Environmental Sciences   

Faculty focused on Environmental Studies conduct research in a wide variety of areas. The research they conduct is interdisciplinary in nature and nationally recognized. 

Students in the department are nearly always involved in faculty research projects and have found these experiences to be valuable in building career skills that help make them competitive in the job market.  Examples of past and current student-faculty projects include paleontological quantification and classification, examination of extraforal nectaries, excavating archeological sites on local historic properties, monitoring aquatic habitats in the Potomac River, and exploring ecological relationships in communities in succession.

Physical Sciences 

Astronomy has often been called "the original science", and is in fact one of the Seven Liberal Arts of classical education. The AstroPhysics Group is the research group made up of institutional faculty, staff, and students engaged in astronomical and astrophysical activities at Shepherd University. The Group is housed within the Shepherd University Institute for Environmental Studies. We have several ongoing research programs in cosmology, virtual reality, astronomy education, and historical astronomy. This research serves as the foundation of the Group, keeping us immersed in the dynamic fields of astronomy and astrophysics. Our continued publication and presentation activities in these fields keep our course offerings current and meaningful.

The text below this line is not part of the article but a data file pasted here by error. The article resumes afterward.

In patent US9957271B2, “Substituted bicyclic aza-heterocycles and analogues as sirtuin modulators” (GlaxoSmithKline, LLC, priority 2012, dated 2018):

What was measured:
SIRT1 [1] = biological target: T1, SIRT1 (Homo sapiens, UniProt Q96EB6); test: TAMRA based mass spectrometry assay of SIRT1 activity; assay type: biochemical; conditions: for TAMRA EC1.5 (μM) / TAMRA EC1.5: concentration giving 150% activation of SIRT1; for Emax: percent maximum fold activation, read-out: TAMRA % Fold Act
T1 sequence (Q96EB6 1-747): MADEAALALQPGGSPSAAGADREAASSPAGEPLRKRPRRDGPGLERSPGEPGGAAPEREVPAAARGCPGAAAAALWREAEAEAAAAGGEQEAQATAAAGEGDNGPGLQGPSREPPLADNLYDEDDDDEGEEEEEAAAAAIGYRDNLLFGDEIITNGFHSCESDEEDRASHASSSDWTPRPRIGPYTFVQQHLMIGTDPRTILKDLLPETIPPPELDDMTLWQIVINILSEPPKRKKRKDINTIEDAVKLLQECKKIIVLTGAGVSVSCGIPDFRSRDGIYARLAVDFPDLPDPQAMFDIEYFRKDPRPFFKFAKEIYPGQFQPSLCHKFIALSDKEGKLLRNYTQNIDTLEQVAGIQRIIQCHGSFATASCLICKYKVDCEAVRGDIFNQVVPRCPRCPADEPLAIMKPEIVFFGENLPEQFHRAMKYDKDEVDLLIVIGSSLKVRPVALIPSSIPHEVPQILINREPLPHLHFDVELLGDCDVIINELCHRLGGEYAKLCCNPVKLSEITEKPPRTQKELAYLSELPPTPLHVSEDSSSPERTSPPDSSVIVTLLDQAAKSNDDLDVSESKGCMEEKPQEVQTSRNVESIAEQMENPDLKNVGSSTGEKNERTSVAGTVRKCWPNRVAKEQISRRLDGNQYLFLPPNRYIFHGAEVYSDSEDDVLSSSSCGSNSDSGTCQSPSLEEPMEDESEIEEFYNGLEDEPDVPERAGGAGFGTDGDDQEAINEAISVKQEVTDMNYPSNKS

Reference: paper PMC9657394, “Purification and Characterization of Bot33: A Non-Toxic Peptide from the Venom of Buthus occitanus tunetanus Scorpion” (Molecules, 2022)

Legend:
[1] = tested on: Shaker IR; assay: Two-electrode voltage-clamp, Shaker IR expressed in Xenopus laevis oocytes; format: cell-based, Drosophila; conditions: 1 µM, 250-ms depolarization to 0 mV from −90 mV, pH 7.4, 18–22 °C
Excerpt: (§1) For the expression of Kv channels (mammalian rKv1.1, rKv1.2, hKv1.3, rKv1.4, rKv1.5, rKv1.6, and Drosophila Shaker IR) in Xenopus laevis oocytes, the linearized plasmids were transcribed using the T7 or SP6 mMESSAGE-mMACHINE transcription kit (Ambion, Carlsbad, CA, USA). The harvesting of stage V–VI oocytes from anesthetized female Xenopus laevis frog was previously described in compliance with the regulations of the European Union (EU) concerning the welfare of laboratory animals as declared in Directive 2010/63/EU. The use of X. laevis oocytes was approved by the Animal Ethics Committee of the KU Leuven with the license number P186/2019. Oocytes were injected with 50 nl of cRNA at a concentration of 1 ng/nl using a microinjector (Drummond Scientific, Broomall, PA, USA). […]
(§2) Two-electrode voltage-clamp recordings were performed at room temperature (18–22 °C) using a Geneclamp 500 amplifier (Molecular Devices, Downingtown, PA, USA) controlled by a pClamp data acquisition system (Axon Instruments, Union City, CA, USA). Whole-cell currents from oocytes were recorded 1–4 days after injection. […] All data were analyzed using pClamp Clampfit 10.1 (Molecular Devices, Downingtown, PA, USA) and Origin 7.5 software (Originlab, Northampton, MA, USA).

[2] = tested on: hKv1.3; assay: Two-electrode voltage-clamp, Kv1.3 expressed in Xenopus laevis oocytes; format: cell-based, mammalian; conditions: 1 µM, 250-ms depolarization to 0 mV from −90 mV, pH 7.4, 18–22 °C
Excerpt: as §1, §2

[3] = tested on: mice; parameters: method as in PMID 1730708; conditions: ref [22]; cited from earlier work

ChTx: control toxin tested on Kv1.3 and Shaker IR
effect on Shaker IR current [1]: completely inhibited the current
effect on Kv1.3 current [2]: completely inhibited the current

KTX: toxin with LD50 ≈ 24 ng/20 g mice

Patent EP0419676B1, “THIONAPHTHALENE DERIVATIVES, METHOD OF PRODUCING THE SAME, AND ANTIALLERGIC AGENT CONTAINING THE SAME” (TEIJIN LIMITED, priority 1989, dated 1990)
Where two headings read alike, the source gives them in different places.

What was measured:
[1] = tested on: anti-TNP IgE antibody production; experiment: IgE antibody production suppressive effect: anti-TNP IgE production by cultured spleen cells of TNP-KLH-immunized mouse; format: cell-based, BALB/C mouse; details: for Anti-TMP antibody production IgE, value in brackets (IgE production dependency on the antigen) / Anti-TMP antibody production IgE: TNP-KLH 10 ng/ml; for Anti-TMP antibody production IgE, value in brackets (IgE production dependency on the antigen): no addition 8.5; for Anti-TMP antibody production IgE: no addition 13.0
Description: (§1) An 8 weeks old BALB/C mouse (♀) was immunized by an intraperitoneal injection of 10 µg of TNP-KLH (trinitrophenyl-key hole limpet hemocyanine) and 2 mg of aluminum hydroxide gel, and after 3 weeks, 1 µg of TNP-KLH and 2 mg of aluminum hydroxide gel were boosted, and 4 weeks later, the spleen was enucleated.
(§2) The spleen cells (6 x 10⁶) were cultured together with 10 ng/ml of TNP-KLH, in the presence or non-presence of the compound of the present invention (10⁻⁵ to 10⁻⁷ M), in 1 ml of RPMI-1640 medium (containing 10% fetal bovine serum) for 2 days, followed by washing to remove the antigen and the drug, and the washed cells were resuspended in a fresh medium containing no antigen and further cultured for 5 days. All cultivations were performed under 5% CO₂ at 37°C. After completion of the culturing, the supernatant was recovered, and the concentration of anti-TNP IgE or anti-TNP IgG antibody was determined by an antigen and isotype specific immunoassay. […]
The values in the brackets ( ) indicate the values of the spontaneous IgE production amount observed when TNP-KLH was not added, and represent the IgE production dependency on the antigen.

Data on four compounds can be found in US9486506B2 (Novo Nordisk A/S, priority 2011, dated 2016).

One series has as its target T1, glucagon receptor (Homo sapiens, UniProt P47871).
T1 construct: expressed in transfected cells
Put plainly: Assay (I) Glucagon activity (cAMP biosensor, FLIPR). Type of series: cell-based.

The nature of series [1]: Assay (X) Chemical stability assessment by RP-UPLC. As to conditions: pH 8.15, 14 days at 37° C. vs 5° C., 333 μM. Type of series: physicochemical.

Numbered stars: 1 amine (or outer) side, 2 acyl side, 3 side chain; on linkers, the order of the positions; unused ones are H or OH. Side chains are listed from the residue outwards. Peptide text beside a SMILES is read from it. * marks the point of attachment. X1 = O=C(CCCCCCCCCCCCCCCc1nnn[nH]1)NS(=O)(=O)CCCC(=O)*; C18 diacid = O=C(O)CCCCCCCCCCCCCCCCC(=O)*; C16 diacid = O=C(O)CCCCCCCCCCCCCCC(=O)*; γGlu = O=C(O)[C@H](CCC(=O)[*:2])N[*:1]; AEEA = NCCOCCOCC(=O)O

Biophysicists aim to study biological phenomena and systems using methods and principles traditionally utilized in the physical sciences. Ongoing biophysics research projects in the Institute include the use of computer models to study the dynamics of cellular signal transduction, the process by which stimuli are converted to cellular responses such as muscle contraction and electrical signals. Of particular interest is the role of calcium ions as intracellular messengers. The biophysics research initiatives in the Institute continue to inspire novel ways of integrating biologically relevant topics into the undergraduate physics curriculum.